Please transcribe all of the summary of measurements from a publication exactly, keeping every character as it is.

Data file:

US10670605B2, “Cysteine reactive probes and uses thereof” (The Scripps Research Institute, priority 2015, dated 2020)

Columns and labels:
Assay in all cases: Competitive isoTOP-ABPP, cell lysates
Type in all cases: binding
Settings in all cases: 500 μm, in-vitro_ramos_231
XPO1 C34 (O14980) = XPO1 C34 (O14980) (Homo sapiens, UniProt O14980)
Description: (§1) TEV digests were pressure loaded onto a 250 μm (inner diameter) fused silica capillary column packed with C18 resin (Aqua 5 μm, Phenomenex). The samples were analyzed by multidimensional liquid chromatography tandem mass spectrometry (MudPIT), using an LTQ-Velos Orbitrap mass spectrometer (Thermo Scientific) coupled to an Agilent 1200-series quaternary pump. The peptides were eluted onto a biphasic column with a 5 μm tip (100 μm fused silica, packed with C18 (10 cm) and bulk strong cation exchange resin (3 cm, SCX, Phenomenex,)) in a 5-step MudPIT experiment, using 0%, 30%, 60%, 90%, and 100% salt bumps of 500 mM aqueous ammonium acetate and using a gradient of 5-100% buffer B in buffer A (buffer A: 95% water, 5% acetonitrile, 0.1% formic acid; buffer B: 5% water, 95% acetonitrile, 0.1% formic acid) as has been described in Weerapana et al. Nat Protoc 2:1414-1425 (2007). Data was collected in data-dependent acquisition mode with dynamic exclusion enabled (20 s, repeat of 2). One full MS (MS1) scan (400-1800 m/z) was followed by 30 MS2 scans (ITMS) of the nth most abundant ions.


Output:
US10670605B2, “Cysteine reactive probes and uses thereof” (The Scripps Research Institute, priority 2015, dated 2020)

Columns and labels:
Assay in all cases: Competitive isoTOP-ABPP, cell lysates
Type in all cases: binding
Settings in all cases: 500 μm, in-vitro_ramos_231
XPO1 C34 (O14980) = XPO1 C34 (O14980) (Homo sapiens, UniProt O14980)
Description: (§1) TEV digests were pressure loaded onto a 250 μm (inner diameter) fused silica capillary column packed with C18 resin (Aqua 5 μm, Phenomenex). The samples were analyzed by multidimensional liquid chromatography tandem mass spectrometry (MudPIT), using an LTQ-Velos Orbitrap mass spectrometer (Thermo Scientific) coupled to an Agilent 1200-series quaternary pump. The peptides were eluted onto a biphasic column with a 5 μm tip (100 μm fused silica, packed with C18 (10 cm) and bulk strong cation exchange resin (3 cm, SCX, Phenomenex,)) in a 5-step MudPIT experiment, using 0%, 30%, 60%, 90%, and 100% salt bumps of 500 mM aqueous ammonium acetate and using a gradient of 5-100% buffer B in buffer A (buffer A: 95% water, 5% acetonitrile, 0.1% formic acid; buffer B: 5% water, 95% acetonitrile, 0.1% formic acid) as has been described in Weerapana et al. Nat Protoc 2:1414-1425 (2007). Data was collected in data-dependent acquisition mode with dynamic exclusion enabled (20 s, repeat of 2). One full MS (MS1) scan (400-1800 m/z) was followed by 30 MS2 scans (ITMS) of the nth most abundant ions.